Peters v. Gelb

Annotate this Case

303 A.2d 685 (1973)

Charles J. PETERS and/or Estelle Peters, his wife, Plaintiffs, v. Albert GELB and Harold S. Rafal, Defendants.

Superior Court of Delaware, New Castle.

March 1, 1973.

C. Waggaman Berl, Jr., of Booker, Green, Shaffer, Berl & Wise, Wilmington, for plaintiffs.

Rodney M. Layton, of Richards, Layton & Finger, Wilmington, for defendants.

Jane R. Roth, of Richards, Layton & Finger, Wilmington, for defendants.

*686 TAYLOR, Judge.

Plaintiffs, husband and wife, sued defendants for damages resulting from an unsuccessful vasectomy operation performed by defendants on husband.

At the trial defendants testified to the surgical procedure which they followed. A urological surgeon who practices in Wilmington, Delaware testified that the surgical procedure described by defendants was the accepted procedure. He further testified that recent medical literature disclosed that in a small percentage of such operations a physiological phenomenon known as recanalization occurs.

A physician presently residing in New Hampshire, testified for plaintiffs. He described the surgical procedure which is generally accepted and stated his opinion that it was probable that defendants failed to sever the vas deferens on one side. The jury returned a verdict in favor of plaintiffs in the total amount of $5,000.00.

Defendants have moved for judgment notwithstanding the verdict or in the alternative, for a new trial.

The Court will consider first the issue of the qualification of plaintiffs' expert, Dr. Shaw, to testify concerning the applicable standard of care and the question of the probability that defendants failed to meet that standard. The Delaware Supreme Court has held that recovery against a physician must be predicated upon a showing of failure to use the standard knowledge and skill required of doctors or the failure to use reasonable care and diligence in the application of such knowledge or skill. Christian v. Wilmington General Hospital, Del.Supr., 11 Terry 550, 135 A.2d 727 (1957). Plaintiffs have the burden of proving the medical standards to which defendant doctors were required to conform and that defendants failed to meet those standards. ibid.

In Delaware it has been held that a surgeon is bound by the same standards of care and competence as other surgeons in good standing ordinarily adhere to in the same or a similar community. Di Filippo v. Preston, Del.Supr., 3 Storey 539, 173 A.2d 333 (1961). A function of the expert medical witness is to establish that standard. ibid.

A physician is not an insurer of the success of his treatment. Mitchell v. Atkins, Del.Supr., 6 W.W.Harr. 451, 178 A. 593 (1935). Nor does the mere absence of success of his treatment ordinarily establish the negligence or lack of skill of the physician in rendering the treatment. ibid.

In the instant case, there appear to be two objections to the expert: (1) his familiarity with practices in this or similar communities, and (2) the timeliness of his expertise.

The expert, Dr. Robert Shaw, received an M.D. degree in 1945 from Harvard Medical School, had surgical training at Massachusetts General Hospital for five years, was an associate clinical professor of surgery at Harvard Medical School. He was an active surgeon until 1967. In his early days of surgery he performed many vasectomies. Shortly after World War II, he studied and wrote papers on problems of sterility and techniques to reconnect the vas deferens after it had been surgically severed. He *687 has not performed a vasectomy in the last fifteen or twenty years, referring such cases to a urologist. He has assisted in the performance of such operations as recently as 1964. His work since that time has centered around public health and the general medical needs of a community in New Hampshire.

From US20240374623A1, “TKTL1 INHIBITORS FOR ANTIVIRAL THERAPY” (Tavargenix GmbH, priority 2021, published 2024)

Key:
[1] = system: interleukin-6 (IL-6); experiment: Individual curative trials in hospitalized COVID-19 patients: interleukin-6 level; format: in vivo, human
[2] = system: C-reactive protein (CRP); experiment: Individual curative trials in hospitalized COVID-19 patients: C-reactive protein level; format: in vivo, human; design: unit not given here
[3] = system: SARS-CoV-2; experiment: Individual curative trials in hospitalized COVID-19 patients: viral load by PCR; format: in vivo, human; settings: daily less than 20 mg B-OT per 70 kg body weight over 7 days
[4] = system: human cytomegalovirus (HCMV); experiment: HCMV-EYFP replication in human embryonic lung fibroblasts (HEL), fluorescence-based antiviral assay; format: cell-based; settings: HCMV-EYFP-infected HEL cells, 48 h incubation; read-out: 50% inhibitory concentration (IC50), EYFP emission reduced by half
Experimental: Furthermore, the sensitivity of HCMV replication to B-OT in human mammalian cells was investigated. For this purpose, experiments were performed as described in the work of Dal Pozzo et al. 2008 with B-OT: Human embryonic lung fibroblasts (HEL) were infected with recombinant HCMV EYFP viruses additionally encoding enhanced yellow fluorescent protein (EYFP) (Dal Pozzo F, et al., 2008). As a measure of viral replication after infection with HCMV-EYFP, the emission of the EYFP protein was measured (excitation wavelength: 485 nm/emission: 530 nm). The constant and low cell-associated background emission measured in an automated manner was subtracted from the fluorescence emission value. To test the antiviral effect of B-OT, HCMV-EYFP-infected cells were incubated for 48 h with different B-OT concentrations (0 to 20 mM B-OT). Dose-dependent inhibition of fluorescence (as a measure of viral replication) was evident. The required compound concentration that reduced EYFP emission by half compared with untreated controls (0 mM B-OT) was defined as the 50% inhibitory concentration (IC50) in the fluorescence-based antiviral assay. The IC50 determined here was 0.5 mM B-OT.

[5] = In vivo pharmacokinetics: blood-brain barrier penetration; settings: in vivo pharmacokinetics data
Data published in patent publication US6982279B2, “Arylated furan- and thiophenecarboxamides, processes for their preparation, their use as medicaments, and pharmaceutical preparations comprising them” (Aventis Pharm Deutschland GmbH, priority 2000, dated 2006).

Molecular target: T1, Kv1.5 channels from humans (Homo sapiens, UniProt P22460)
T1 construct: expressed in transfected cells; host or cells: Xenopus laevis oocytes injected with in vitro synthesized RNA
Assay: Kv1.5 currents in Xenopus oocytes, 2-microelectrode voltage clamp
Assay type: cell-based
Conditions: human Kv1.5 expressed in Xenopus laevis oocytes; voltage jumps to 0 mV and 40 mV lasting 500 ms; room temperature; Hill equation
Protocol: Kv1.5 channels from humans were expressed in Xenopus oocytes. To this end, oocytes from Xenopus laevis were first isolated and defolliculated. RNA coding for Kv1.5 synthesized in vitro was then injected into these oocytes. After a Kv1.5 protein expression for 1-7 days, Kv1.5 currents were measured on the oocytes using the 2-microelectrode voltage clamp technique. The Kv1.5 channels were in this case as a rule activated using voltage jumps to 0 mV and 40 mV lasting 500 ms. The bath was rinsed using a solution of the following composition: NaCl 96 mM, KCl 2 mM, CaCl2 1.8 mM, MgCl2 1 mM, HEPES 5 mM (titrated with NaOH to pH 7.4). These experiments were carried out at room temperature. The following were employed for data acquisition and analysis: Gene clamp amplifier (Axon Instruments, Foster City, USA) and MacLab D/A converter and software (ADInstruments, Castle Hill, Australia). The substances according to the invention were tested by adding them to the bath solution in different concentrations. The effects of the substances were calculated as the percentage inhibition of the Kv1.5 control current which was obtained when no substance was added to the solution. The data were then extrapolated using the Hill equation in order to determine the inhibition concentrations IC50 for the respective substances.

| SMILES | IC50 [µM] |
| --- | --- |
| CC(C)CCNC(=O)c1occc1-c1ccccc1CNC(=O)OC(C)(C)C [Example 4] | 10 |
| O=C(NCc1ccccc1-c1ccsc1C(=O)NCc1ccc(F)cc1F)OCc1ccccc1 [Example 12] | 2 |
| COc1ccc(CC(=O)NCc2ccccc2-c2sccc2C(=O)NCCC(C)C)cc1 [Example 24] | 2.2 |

Defendants contend that this background demonstrates an absence of familiarity with techniques generally followed in this and similar communities which bars the expert from testifying. This principle upon which defendants rely was accepted by the Delaware Supreme Court in Di Filippo v. Preston, supra. It recognizes that there often is a disparity in procedures and techniques sometimes growing out of differences in available equipment and facilities and differences in available publications. Where such differences exist, the physician on trial is entitled to be judged according to the standards applicable to one in his particular circumstances.

Ease of communication, availability of medical publication and a trend toward uniformity have reduced the impact of this requirement. 37 A.L.R.3d 420-454; 8 A.L.R.2d 774. Thus, where it clearly appears that a procedure or technique has become universally accepted, the requirements of the rule may be met by an expert even though he is not familiar with the specific community. Douglas v. Bussabarger, 73 Wash. 2d 476, 438 P.2d 829 (1968); Pederson v. Dumouchel, 72 Wash. 2d 73, 431 P.2d 973 (1967); Brune v. Belinkoff, 354 Mass. 102, 235 N.E.2d 793 (1968); Carbone v. Warburton, 11 N.J. 418, 94 A.2d 680 (1953); McElroy v. Frost, Okl., 268 P.2d 273 (1954).